King Coal once again takes the crown for title of dirtiest polluter in the land – or in this case, the air. Coal-burning power plants cough up more hazardous air pollutants than any other source of industrial pollution in the U.S., but it doesn’t have to be that way, says a new report from the American Lung Association (ALA). The report, released March 8, anticipates the U.S. Environmental Protection Agency’s (EPA) expected proposal to reign in this kind of noxious air pollution with a new set of rules for electric utilities, which include coal and oil-fired power plants.
Congress passed amendments to the Clean Air Act way back in 1990 to limit the release of these air pollutants, but for twenty years, the electric utility industry has taken advantage of various loopholes and extensions to avoid cleaning up all facilities in the way other industries have been doing so across the country for years.
“It’s time that we end the ‘toxic loophole’ that has allowed coal-burning power plants to operate without any federal limits on emissions of mercury, arsenic, dioxin, acid gases such as hydrogen chloride and other dangerous pollutants,” said ALA president Charles D. Connor in a press release.
The EPA has until March 16 to release new emission requirements for 187 “hazardous” air pollutants. Coal-fired power plants emit 84 of those 187 pollutants at a rate of more than 386,000 tons each year. The ALA report, Toxic Air: The Case for Cleaning Up Coal-Fired Power Plants [PDF], notes that coal facilities don’t only take top dishonors for total industrial air pollution but also for being the largest source of several individual airborne toxins, including mercury and arsenic.
Toxic Air goes on to document the public health and environmental impacts of hazardous emissions from coal-fired power plants, as well as the type of existing technologies facilities could implement today to create significant proven benefits to human and environmental well-being. Predictably, the coal industry accused the report of being “one-sided.” It did not, however, refute the accuracy of claims about coal pollution’s effects on public health.
Some of the report’s key findings [PDF] were that hazardous air pollutants from coal plants:
Sicken and kill people. They can cause damage to the eyes, skin, and breathing passages; potentially cause cancer; impair brain function; and cause lung and heart disease. For example, being exposed to fine particulate matter, such as from coal plants, worsens cases of asthma and is a cause of heart attack and associated death.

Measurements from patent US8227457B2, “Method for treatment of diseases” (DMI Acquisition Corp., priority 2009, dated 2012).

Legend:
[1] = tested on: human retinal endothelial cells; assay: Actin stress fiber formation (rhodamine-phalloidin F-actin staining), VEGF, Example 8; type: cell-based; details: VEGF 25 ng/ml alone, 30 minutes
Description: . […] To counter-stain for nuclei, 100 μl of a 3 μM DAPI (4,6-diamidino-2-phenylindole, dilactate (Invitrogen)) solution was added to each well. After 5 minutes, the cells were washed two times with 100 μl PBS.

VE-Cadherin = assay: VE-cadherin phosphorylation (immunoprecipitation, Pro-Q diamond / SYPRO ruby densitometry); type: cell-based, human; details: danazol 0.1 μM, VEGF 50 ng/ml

Create a costly economic burden. In 2010 the National Research Council estimated that particulate matter spewed directly from coal power plants racks up an average of $3.7 billion in public health damages every year.
Foul soil, water, and other ecosystems. They contaminate lakes, rivers, and oceans and cause acid rain. Toxic metals also accumulate in organisms and travel up the food chain.
Produce severe adverse local, regional, and global effects. The high concentration of coal plants in the Midwest and Southeast endangers the health of people living there (at a rate of two to five times greater than those living farther away) because areas closest to the source suffer the brunt of health and environmental impacts from certain acid gas and mercury emissions. At the same time, other types of air toxics, such as uranium and dioxins, are able to sweep across the globe, affecting areas and people hundreds or even thousands of miles away.
Can be significantly reduced with existing technologies. When the EPA compared coal plants implementing several modern control technologies with a random sampling of plants, it found hazardous emissions averaged two to five times lower for those utilizing multiple controls.
In sum: Coal air pollution is dirty and plentiful but could be much less dirty and much less plentiful. Once the EPA finalizes these rules for air toxics, the regulations will still take three years to go into effect. Several Senators have voiced their support for the EPA in light of the government spending bill the House of Representatives passed recently which would severely slash the EPA budget this fiscal year and hobble its abilities to execute these types of stricter regulations.
The questions still clouding the political atmosphere, then, are what exactly the EPA will do when it releases new regulations next week and how far Congressional Republicans will go in their quest to curtail the EPA’s powers to protect public health and the environment.